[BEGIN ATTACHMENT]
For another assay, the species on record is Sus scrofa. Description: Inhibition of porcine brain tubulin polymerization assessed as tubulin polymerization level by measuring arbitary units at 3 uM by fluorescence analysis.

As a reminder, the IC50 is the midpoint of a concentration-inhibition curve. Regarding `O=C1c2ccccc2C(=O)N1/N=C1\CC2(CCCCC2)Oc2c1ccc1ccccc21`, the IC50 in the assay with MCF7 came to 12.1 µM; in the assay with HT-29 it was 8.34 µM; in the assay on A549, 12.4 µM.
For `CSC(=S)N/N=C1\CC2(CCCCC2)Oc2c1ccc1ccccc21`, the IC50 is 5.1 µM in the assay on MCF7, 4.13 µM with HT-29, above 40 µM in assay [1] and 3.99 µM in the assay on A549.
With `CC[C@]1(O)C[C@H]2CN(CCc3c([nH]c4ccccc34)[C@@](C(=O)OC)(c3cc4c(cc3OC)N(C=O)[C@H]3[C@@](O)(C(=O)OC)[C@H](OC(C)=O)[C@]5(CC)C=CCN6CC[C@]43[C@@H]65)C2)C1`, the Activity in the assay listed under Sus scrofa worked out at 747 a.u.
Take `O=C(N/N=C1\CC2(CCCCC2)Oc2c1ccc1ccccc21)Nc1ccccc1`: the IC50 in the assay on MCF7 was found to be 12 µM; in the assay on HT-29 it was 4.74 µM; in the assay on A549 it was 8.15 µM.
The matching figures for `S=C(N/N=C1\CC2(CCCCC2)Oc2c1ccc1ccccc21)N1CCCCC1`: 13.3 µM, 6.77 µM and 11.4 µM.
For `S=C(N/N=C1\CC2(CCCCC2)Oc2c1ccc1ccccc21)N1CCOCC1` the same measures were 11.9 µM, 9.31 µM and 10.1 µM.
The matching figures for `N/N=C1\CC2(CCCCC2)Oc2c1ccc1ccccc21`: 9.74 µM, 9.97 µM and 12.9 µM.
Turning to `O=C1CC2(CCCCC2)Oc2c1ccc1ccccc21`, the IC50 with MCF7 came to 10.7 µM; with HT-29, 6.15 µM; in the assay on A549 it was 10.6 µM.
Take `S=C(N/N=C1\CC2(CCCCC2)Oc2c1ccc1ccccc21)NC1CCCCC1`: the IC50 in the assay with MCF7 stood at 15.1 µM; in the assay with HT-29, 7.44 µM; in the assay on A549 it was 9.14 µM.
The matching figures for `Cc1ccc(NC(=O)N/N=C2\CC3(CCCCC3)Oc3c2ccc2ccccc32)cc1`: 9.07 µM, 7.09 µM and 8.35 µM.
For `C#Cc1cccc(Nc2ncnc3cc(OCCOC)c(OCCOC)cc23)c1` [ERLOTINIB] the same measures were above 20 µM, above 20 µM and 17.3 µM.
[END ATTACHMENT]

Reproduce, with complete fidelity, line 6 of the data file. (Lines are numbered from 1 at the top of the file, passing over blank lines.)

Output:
The matching figures for `S=C(N/N=C1\CC2(CCCCC2)Oc2c1ccc1ccccc21)N1CCCCC1`: 13.3 µM, 6.77 µM and 11.4 µM.